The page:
FIRST VEGETABLE GARDEN
THE OZ VICTORY GARDEN
GARDENING TO SAVE MONEY
INCREASE YOUR BOTANY SAVVY
TILLING VS CULTIVATING
THE PERILS OF PEAT
THE DIRT ON SOIL
TINES, TINES, TINES
WHY AND HOW TO TILL
RENT OR BUY
HOW TO RENT & USE A BACKHOE
FALL LANDSCAPING TIPS
ECO FRIENDLY TIPS
USING GOOD PESTS TO FIGHT BAD PESTS
BUYING A LAWN MOWER?
MY NEW TILLER
How I Decided Which Tiller to Buy
I’ve written elsewhere on the site that I’ve had a Mantis 2-cycle tiller for more than 15 years. Like a lot of the Mantis owners that I’ve seen in Mantis videos and in their advertising, I can truly say that I loved my Mantis Tiller. Each spring, in spite of my occasional neglect, it started after a full pulls on the cord, and worked as hard as I asked it to.
Well, not this spring. After considerable effort, I simply couldn’t get it to start. I took it to my favorite equipment dealer, and learned that I needed a new carburetor. I may eventually buy a new carburetor, and fix my old Mantis tiller to have it as a back-up, but I decided, or maybe rationalized that it was time to buy a new tiller.
I had seen the relatively new Mantis 4-cycle at the Philadelphia Flower Show in March, and I’ve been thinking about it ever since. I decided, however, that I would try to make an objective decision, rather than simply, or impulsively, buying a new tiller.
I’m convinced that most purchasing decisions are more emotional than objective. That’s not to say that we don’t make logical choices; but, in fact, I’ll admit that many of my decisions include a fair amount of emotion. And, when it comes to things that I’m passionate about, like gardening and tools, there’s definitely an emotional component.
Choices, Choices, Choices
We certainly live in a world of abundance. If you doubt it, check out the number of choices we have as consumers, we’re bombarded with choices, like salad dressings, cell phones, flat screen TV’s, cars, digital cameras, whatever, the number of options can be overwhelming. Even within brands, there are often, indeed usually multiple choices!
So, how does one decide?
I used a method that I learned years ago. It’s a little bit like judging a beauty pageant (which I’ve never done, by the way, but I’m available if they need me!).
First Step – Determine the MUSTs criteria
The “Musts” are criteria that the ultimate choice must have. In a beauty pageant, that might be “must be single, must be a US citizen, must be 18 or older.” My recent truck purchase started with “must be 4-wheel drive, and must have some inside storage area behind the seats.”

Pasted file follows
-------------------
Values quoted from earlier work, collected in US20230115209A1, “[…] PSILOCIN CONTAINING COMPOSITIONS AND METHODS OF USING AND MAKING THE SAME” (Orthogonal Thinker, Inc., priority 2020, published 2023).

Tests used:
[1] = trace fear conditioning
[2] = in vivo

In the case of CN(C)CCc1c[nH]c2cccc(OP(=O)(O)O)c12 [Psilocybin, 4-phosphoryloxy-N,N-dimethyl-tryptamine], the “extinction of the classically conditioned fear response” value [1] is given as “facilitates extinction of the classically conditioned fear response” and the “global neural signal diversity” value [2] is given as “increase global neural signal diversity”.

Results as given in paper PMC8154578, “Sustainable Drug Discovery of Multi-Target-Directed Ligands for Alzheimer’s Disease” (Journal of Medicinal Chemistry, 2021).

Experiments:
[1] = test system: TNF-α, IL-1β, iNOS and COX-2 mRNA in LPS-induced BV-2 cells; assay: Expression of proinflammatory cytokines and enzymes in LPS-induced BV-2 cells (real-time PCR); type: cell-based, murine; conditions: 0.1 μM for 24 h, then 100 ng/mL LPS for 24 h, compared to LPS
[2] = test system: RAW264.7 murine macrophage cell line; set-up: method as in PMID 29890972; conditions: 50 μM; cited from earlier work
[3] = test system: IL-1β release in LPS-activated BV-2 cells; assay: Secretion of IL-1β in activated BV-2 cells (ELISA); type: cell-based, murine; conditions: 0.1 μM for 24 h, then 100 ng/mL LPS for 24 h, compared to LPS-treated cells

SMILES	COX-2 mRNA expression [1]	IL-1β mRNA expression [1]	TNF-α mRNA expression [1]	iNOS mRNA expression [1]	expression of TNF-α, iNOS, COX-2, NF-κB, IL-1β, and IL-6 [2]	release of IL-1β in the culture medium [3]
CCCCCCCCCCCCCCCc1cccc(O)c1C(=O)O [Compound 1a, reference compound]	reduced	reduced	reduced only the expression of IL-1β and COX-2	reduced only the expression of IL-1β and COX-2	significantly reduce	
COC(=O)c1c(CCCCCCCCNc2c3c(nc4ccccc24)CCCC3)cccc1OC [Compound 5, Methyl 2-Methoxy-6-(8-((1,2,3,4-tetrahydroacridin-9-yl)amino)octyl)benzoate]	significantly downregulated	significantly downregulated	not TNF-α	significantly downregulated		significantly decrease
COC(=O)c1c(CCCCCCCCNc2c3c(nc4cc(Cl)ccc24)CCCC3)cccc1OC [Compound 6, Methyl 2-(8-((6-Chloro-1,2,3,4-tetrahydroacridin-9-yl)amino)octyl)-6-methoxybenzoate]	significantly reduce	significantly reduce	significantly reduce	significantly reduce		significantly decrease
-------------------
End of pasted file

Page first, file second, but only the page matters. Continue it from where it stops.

My Mini-Tiller MUST list
Must be gas powered – because my gardening is done pretty far from an electrical outlet, and I don’t want to use a generator. I admire the folks who have created some very good electric mini-tillers, and, if I were buying one for use exclusively in a quiet neighborhood, I might well have decided “Must be electric.”
Must have lawn care attachments – one of the things I really liked about my old Mantis 2-cycle tiller was that I could really do some great yard work with it. I garden because I love it; I do lawn work because I have to. I want my lawn to look nice. My Mantis tiller attachments made yard work a lot easier, and a lot quicker. The Mantis folks know this, of course. I guess that’s why they made the recent addition to their web site that explains all of the attachments. See http://www.powertogrowityourself.com/
Eliminate any candidates that don’t satisfy your MUSTs list - For my purposes, I eliminated all electric mini-tillers and all tillers that don’t offer lawn attachments.
Second Step – Identify “Wants”
Wants are the things you’d like to have, and they’re generally more “qualitative” than a “YES” or a “NO.” But, not all “wants” are equal. So, after listing the “wants,” it’s very helpful to decide which are more important, and which are less important. I like to give each “want” a value between 1 and 10, with 10 being the most important. You can have more than one 10.
My Mini-Tiller Wants List
I want my next mini-tiller to be durable. My last one was; in fact, it lasted longer than it probably should have, given the fact that I didn’t always follow my own advice about proper care and maintenance. But, after all, no tool (especially one with moving parts) is going to last forever. Durable, for me, is a 10.